Research Review Corner: Mechanical Traction

Shawn Thistle
February 13, 2008
Written by Shawn Thistle
Can it benefit a subgroup of LBP patients?

Study title:
Is there a subgroup of patients with low back pain likely to
benefit from mechanical traction? Results of a randomized clinical trial and
subgrouping analysis
Author: Fritz, JM., et al. 
Publication information:  Spine 2007; 32(26): E793-E800.
Summary:  Below

Recent evidence-based practice guidelines1, a narrative literature review2, and even a Cochrane Collaboration Review3 have indicated that mechanical traction for treatment of low back pain (LBP) with or without sciatica cannot be endorsed.   This lack of support is based upon clinical trials that compared traction to a sham treatment, placebo, or other treatments using heterogenous samples of LBP patients.  Recent evidence has suggested that matching LBP patients to interventions based on a Clinical Prediction Rule (or CPR) which incorporates historical and physical examination factors can improve outcomes, and hence improve the power of clinical research.  Most research conducted on traction has not utilized such an approach. 

Expert opinion, and research thus far on the LBP CPR has identified the
following defining factors as those most likely to identify patients who will benefit
from traction:

• presence of sciatica

• signs of nerve root compression

• a positive straight leg raise test

• failure to demonstrate centralization on clinical examination

The purpose of this study was to determine whether a subgroup of patients could be identified who would respond favourably to mechanical traction.  Sixty-four subjects (average age 41.1) with pain and/or numbness extending distal to the buttock, signs or nerve root compression, and Oswestry score ≥ 30% were randomized into one of two treatment groups:

1) Extension Oriented Treatment Approach (EOTA) (n=33) – received exercises and mobilization to promote lumbar extension and centralization of symptoms (nine sessions in six weeks plus home exercise).

2) Traction plus EOTA (n=31) – exact intervention as EOTA group plus mechanical traction using an adjustable table for the first two weeks (three-dimensional ActiveTrac Table, The Saunders Group Inc.) with the patient prone.  Traction was performed for 12 minutes (including one minute ramp-up and down) using 40-60% of the patient’s body weight.

Outcomes were assessed at baseline, and at two and six weeks, and included: pain intensity on an eleven-point Numeric Pain Rating Scale, Oswestry Disability Index (ODI), Fear-Avoidance Beliefs Questionnaire (FABQ), and a fifteen-point Global Rating of Change Questionnaire.

Pertinent Results of this Study Include:

• the traction group displayed greater improvements in disability (mean adjusted ODI difference of 7.2 points) and fear-avoidance (mean adjusted FABQ difference 2.6 points) at two weeks (remember, traction was only utilized for the first two weeks)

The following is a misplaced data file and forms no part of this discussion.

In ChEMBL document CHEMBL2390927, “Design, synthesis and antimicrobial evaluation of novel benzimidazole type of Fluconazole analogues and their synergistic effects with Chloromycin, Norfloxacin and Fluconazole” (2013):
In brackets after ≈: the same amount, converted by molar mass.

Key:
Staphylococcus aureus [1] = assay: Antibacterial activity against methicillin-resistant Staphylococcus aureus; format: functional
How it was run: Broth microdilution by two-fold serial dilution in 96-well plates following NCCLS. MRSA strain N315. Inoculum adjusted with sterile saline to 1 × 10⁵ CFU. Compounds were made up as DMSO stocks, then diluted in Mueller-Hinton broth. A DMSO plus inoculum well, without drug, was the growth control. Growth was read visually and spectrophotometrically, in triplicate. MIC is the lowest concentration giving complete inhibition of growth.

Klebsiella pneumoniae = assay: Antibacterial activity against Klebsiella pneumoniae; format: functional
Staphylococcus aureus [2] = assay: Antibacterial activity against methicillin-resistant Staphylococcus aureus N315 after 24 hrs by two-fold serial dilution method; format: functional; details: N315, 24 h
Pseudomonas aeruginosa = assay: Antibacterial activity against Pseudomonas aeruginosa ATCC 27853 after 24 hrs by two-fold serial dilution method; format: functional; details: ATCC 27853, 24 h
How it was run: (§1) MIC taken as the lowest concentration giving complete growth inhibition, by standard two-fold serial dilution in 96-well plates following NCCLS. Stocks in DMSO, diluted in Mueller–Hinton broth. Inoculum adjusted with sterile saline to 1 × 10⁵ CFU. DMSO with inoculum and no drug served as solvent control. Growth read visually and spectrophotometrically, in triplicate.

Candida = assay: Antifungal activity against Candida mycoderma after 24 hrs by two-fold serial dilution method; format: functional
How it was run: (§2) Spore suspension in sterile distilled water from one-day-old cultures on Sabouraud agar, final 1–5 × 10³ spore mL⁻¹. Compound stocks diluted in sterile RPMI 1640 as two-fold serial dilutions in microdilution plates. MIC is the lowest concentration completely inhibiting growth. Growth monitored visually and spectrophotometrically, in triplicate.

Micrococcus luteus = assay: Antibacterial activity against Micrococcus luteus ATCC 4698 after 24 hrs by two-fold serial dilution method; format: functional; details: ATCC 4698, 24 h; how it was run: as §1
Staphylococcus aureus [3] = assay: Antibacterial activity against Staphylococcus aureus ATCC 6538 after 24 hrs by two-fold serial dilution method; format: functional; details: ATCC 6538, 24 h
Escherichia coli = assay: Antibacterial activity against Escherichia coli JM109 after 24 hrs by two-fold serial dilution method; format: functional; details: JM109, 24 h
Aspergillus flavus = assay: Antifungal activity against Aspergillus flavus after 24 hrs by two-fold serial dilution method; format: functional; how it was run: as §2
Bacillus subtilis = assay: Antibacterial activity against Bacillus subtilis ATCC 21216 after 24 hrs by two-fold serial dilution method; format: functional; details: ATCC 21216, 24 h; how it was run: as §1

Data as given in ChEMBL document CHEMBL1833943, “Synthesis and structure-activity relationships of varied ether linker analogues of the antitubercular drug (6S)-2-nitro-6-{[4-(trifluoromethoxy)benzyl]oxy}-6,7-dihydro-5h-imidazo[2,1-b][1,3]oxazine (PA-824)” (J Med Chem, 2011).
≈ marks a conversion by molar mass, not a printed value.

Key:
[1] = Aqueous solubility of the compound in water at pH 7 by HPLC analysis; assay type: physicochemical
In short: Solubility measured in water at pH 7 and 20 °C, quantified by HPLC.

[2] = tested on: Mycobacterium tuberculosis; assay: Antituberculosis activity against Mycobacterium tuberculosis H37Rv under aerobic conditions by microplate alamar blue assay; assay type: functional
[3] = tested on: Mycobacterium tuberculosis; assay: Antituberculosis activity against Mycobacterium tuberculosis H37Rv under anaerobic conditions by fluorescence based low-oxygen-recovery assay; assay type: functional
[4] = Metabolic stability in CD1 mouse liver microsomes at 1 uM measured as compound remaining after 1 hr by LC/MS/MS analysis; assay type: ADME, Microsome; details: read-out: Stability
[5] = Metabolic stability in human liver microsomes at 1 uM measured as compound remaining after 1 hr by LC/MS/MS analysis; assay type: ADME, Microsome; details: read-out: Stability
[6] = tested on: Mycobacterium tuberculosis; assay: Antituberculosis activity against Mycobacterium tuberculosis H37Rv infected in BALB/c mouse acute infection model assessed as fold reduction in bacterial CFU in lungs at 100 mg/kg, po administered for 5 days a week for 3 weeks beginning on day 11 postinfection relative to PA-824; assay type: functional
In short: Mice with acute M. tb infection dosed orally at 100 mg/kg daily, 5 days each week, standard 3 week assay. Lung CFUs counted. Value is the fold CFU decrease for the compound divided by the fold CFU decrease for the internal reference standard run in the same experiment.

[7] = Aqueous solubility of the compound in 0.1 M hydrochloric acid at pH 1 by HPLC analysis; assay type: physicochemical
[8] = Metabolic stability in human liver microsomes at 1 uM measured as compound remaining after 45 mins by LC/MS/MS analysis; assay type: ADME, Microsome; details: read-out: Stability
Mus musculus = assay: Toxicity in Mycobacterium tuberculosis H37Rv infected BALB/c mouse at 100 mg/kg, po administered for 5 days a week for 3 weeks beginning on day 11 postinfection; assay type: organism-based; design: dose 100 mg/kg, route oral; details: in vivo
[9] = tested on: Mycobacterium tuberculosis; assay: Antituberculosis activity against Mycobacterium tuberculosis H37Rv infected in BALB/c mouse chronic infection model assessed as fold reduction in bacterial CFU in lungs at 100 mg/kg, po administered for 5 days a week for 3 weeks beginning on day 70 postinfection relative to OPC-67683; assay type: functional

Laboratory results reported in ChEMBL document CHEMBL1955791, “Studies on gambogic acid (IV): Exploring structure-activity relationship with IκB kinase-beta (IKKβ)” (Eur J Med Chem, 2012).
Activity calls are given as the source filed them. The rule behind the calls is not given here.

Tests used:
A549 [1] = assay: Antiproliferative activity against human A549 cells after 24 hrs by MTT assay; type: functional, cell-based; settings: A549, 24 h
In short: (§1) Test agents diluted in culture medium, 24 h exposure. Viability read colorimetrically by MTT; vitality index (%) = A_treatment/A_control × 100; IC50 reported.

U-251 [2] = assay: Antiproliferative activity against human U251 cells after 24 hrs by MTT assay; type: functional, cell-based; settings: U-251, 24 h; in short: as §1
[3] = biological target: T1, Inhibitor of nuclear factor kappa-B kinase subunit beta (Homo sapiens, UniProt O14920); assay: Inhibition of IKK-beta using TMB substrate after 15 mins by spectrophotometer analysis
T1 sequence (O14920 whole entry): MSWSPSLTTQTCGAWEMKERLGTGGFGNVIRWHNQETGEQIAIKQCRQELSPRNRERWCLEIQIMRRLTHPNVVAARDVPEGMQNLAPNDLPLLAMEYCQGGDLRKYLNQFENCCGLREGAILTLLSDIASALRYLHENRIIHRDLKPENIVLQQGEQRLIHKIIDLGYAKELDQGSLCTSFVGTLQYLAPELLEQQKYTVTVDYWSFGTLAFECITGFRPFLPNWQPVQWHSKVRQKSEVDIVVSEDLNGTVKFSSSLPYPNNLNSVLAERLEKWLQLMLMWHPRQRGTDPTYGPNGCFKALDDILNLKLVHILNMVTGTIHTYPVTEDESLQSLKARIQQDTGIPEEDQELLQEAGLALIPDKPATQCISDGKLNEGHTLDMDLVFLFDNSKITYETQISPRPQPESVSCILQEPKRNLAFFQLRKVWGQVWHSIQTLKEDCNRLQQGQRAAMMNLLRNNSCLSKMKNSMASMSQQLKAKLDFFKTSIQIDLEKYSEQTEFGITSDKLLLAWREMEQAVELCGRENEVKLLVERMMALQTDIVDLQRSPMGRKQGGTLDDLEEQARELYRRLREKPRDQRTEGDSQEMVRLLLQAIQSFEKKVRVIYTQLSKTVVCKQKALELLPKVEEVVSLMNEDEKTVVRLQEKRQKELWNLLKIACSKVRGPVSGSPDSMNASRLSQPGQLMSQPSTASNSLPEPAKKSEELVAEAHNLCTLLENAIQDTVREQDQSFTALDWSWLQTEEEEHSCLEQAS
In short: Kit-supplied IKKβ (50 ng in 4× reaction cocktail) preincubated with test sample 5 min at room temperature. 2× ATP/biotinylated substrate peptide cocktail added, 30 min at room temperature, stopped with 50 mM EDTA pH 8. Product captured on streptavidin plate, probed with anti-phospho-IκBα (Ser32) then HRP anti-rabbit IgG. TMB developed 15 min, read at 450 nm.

• there were no between-group differences as six weeks (using intent-to-treat analysis)

• after six weeks – 82.6% of traction/EOTA patients reported improvement versus 73.1% in the EOTA group

• rates of success based on 50% ODI improvement were almost identical – 60.9% and 61.5% respectively

• two baseline variables were associated with greater improvements with traction: peripheralization with extension movement, and a positive crossed-SLR
 
Conclusions and Practical Application:

This study suggests that a subgroup of LBP patients does exist that is more likely to benefit from mechanical traction, which supports previous research on the LBP CPR, and expert opinion.  Greater reductions in disability and fear-avoidance were noted in the traction group at two week follow-up, but not at six weeks.  This suggests that the addition of traction has no lasting benefit.  However, the fact that this benefit disappeared at six weeks may suggest that the two week traction intervention needs to be longer to maximize efficacy.  

This study should be considered preliminary due to the short follow-up period and small sample size – further research is required.

References:

1) Airaksinen O et al.  European guidelines for the management of chronic non-specific low back pain.  European Spine Journal 2006; 15(suppl): S192-S300.

2) Daniel DM. Non-surgical spinal decompression therapy: Does the scientific literature support efficacy claims made in the advertising media? BMC Chiropractic & Osteopathy 2007; 15:7.

3) Clarke J et al.  Traction for low back pain with or without sciatica: An updated systematic review within the framework of the Cochrane Collaboration. Spine 2006; 31(14): 1591-1599.

Dr. Shawn Thistle is the founder and president of Research Review Service, Inc., an online, subscription-based service designed to help busy practitioners to integrate current, relevant scientific evidence into their practice.  Shawn graduated from CMCC and holds an Honours Degree in Kinesiology from McMaster University.  He also holds a certificate in Contemporary Medical Accupuncture from McMaster University, and is a Certified Active Release Techniques (ART) Provider.  For more information about the Research Review Service, visit http://www.researchreviewservice.com 


Comments  

 
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